Writer with Lesa Thayer, a married 45-year-old mother of three children, ages 22, 24, 26 in Fruita, Colorado. Formerly a director of services for people with disabilities, Lesa is currently on medical leave and is currently exploring new career options.
How old were you in the time of surgery?
Why was operation advocated for you?
Lesa: Lower abdominal pain, particularly with periods and sexual activity.
What kind of symptoms are you currently experiencing?
Lesa: Cramping, pain, heavy periods.
Were any alternatives to a hysterectomy offered?
Did you feel as if you’re being”pushed” toward a hysterectomy?
Lesa: Not really. I was glad to have an option to lessen the pain.
Did your physician discuss the choice to retain your ovaries, so that melancholy would happen naturally, rather than immediately after operation?
Lesa: He said he’d look at the ovaries. I wanted them too. I awakened to find they left one. I was not satisfied. At age 42, I had the final residual ovary out because of cysts and pain. It was not functioning all that well, and I needed to be on HRT since age 29 anyway.
If your ovaries were removed, were you consulted with your doctor for menopause to begin during your recovery?
Lesa: No. I had been told that they left the ovary to eliminate the need for HRT. However, I started having hot flashes and decided to go on HRT within a few weeks.
Were any therapies, such as hormone replacement therapy, offered to help minimize the effects of menopause?
Lesa: Yes, once I started having hot flashes. At age 45 I have really ill and ended up in the hospital and began having 10 to 20 hot flashes every day. I finally got improved enough to go to my regular physician, and he increased and doubled my HRT dose, which solved the hot flashes.
How did you deal with menopause so abruptly?
Lesa: I had the hot flashes, dryness, and lack of sexual interest beginning in the summer of 2008. It had been awful. I asked to have my own dose raised.
Can you inform us about your recovery from surgery?
Lesa: As soon as I began the doubled dose in Jan 2009, it made better in a few days. I recovered fast from the hysterectomy; they gave me a pain block and I went home in a couple days. Then I had the ovary out and could not get good pain control. That has been miserable.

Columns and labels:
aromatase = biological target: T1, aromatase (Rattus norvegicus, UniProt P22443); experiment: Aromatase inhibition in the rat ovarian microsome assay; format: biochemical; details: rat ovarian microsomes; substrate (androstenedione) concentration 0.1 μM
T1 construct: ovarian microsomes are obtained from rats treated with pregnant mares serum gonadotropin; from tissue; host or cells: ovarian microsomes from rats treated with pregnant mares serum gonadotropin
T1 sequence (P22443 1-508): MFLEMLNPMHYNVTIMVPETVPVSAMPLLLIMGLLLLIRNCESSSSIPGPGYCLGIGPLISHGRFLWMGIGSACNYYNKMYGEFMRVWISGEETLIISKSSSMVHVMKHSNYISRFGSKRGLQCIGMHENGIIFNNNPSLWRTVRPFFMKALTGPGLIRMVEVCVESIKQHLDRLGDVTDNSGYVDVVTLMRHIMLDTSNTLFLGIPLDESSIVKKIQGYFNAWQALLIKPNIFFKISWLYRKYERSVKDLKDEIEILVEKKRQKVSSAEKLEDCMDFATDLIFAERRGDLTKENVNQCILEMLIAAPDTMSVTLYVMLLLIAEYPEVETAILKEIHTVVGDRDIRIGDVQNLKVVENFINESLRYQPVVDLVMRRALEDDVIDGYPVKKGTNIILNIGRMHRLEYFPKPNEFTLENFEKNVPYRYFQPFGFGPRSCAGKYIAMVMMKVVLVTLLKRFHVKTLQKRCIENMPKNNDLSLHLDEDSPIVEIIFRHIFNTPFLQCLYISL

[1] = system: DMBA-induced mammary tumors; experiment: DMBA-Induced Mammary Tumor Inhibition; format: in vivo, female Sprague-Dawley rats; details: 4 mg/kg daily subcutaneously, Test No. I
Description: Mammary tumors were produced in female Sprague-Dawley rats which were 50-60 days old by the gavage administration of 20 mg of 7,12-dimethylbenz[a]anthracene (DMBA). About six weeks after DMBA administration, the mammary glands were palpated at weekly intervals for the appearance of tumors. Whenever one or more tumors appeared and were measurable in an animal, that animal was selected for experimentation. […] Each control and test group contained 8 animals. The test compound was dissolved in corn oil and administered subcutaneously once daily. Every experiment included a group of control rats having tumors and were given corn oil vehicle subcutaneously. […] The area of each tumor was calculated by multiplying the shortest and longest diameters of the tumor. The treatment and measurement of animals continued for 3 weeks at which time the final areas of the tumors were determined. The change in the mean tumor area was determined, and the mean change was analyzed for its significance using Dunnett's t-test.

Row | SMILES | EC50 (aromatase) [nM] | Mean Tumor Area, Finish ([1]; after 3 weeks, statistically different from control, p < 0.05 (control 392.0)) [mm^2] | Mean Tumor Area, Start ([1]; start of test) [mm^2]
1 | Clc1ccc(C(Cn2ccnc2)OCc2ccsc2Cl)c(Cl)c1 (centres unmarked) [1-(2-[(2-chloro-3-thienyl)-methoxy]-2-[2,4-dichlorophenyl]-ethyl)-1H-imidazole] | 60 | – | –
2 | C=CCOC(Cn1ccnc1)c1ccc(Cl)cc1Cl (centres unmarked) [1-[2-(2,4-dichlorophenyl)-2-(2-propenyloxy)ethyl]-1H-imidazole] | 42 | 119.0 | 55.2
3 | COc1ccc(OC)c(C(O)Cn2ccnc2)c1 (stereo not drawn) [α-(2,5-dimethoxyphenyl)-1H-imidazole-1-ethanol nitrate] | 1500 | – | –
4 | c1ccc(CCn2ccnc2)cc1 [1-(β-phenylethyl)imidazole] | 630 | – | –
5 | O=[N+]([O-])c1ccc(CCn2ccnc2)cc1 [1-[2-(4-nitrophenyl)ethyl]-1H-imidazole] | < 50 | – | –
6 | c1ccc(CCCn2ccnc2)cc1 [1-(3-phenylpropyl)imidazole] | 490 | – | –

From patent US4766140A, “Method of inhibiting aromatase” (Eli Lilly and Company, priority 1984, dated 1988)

I discovered I could not take the opiates, and no additional pain choices were given. My (female) doctor’s advice was to take ibuprofen and deal with it the best I could.
Did you worry that you would feel less womanly or alluring due to the operation?
Lesa yes. Additionally, I felt as though I could no more have infants, if I decide to afterwards, but I coped with that. I do have dreams of being pregnant or nursing a kid still at age 45.
Did you worry that using a hysterectomy would change your sex life?
Lesa: A little. However, I knew I could no more have sex how I had been feeling and in pain. I was surprised that my libido went and sex was great after the surgery.
Did the hysterectomy enhance your symptoms?
Lesa: Yes, for several years until I had the uterus.
What’s life after hysterectomy?
Lesa: Great. I could have sex and not have to think about periods or pain or birth control. I am able to come and go and be active without pain or worrying about starting my period. Before, I went and [my period] began. What a lousy day to be stuck onto the river without a tampons. I got in the water a lot.
If you were able to decide again, what, if anything, would you do differently?
Lesa: I wish they would have taken the last ovary so that I wouldn’t have had to have another surgery to get it out.
If a good friend was considering a hysterectomy, what advice would you provide?
Lesa: Go for it. [It was the] best thing that ever happened to me. No sense being miserable. I adored the pain cube I was given.
What do you wish you’d known before operation that at this point you understand?
Lesa: Better pain management on second operation. I now can take Tramadol for pain, and it will help versus opiates.
A Word From Verywell
The decision to have a hysterectomy is an intensely private one, and should not be taken lightly. Though the hysterectomy procedure is among the most Frequent surgeries done today, it is still a serious process with lifelong consequences such as the Possible need for hormone therapy and the inability to become pregnant. Those issues, as well as the risks related to anesthesia and the surgical process, are important and should be a part of your discussion with your surgeon.
Editor’s Note: This is a personal account of this individual’s experience. Your experience with hysterectomy may differ, and the decision to opt for surgery is something which should be based on your particular circumstance and physician’s advice.